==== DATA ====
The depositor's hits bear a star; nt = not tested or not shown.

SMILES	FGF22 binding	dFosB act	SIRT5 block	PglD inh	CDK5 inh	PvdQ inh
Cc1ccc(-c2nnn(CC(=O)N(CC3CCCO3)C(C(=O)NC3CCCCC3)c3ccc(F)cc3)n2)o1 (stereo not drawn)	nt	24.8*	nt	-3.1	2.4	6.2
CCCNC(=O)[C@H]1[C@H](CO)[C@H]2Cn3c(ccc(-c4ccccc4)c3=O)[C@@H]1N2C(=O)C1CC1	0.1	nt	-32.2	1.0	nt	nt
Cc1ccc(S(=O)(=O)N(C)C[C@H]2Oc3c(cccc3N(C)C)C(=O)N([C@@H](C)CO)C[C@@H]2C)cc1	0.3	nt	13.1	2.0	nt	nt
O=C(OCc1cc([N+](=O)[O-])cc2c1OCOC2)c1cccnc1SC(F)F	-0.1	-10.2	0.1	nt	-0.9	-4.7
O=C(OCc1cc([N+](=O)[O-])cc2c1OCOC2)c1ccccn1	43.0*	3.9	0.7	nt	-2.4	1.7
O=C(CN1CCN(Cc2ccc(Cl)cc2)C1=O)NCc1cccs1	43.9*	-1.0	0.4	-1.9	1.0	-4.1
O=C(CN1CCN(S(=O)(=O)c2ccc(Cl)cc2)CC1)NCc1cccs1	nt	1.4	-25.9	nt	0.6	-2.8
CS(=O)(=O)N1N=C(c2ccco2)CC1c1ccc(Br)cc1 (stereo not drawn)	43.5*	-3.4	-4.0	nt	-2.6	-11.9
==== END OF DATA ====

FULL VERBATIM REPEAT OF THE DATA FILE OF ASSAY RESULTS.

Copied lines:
The depositor's hits bear a star; nt = not tested or not shown.

SMILES	FGF22 binding	dFosB act	SIRT5 block	PglD inh	CDK5 inh	PvdQ inh
Cc1ccc(-c2nnn(CC(=O)N(CC3CCCO3)C(C(=O)NC3CCCCC3)c3ccc(F)cc3)n2)o1 (stereo not drawn)	nt	24.8*	nt	-3.1	2.4	6.2
CCCNC(=O)[C@H]1[C@H](CO)[C@H]2Cn3c(ccc(-c4ccccc4)c3=O)[C@@H]1N2C(=O)C1CC1	0.1	nt	-32.2	1.0	nt	nt
Cc1ccc(S(=O)(=O)N(C)C[C@H]2Oc3c(cccc3N(C)C)C(=O)N([C@@H](C)CO)C[C@@H]2C)cc1	0.3	nt	13.1	2.0	nt	nt
O=C(OCc1cc([N+](=O)[O-])cc2c1OCOC2)c1cccnc1SC(F)F	-0.1	-10.2	0.1	nt	-0.9	-4.7
O=C(OCc1cc([N+](=O)[O-])cc2c1OCOC2)c1ccccn1	43.0*	3.9	0.7	nt	-2.4	1.7
O=C(CN1CCN(Cc2ccc(Cl)cc2)C1=O)NCc1cccs1	43.9*	-1.0	0.4	-1.9	1.0	-4.1
O=C(CN1CCN(S(=O)(=O)c2ccc(Cl)cc2)CC1)NCc1cccs1	nt	1.4	-25.9	nt	0.6	-2.8
CS(=O)(=O)N1N=C(c2ccco2)CC1c1ccc(Br)cc1 (stereo not drawn)	43.5*	-3.4	-4.0	nt	-2.6	-11.9